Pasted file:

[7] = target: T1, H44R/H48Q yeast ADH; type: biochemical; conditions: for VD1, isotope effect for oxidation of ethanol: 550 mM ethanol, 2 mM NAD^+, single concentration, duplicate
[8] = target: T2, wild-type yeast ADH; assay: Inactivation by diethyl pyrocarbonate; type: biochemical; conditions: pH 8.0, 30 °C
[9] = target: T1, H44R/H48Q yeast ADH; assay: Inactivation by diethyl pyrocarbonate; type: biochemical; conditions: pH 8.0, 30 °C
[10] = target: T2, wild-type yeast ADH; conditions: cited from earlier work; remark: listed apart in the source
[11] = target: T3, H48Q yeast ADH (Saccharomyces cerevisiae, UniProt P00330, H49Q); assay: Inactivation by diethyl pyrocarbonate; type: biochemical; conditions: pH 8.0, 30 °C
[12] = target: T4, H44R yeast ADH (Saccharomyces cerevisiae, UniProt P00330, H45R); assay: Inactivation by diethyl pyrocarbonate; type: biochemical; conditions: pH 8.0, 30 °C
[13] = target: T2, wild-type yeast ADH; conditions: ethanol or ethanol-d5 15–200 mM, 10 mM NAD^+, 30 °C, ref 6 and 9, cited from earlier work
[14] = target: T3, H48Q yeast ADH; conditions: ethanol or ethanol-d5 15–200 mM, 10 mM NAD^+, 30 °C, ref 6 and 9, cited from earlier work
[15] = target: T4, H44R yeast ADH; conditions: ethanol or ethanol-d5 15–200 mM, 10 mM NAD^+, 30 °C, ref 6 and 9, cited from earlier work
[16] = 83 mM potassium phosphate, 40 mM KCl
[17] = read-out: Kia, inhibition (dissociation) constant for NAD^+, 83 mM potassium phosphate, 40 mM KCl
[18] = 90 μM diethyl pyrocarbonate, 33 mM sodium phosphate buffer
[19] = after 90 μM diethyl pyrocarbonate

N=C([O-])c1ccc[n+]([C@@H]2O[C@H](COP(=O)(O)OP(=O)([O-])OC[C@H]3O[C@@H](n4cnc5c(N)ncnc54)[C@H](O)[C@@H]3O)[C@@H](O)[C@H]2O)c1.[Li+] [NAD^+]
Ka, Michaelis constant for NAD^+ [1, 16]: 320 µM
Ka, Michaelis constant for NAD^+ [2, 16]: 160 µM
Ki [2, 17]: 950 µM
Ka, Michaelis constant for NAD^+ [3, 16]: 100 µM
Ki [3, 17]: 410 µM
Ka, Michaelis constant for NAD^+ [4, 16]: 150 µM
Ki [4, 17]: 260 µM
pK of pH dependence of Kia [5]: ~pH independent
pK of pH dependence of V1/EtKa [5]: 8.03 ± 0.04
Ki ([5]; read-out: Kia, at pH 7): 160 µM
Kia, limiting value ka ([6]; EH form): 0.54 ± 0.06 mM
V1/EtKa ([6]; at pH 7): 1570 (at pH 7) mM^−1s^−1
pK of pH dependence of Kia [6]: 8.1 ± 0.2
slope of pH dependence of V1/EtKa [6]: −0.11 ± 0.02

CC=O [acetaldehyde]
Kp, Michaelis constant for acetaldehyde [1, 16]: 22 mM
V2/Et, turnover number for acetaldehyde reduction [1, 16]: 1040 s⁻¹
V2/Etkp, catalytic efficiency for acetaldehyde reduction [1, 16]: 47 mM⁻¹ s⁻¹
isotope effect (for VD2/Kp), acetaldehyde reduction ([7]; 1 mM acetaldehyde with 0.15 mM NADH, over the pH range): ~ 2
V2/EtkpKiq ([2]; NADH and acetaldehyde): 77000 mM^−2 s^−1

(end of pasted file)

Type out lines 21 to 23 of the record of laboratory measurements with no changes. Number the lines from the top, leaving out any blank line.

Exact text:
Ki [4, 17]: 260 µM
pK of pH dependence of Kia [5]: ~pH independent
pK of pH dependence of V1/EtKa [5]: 8.03 ± 0.04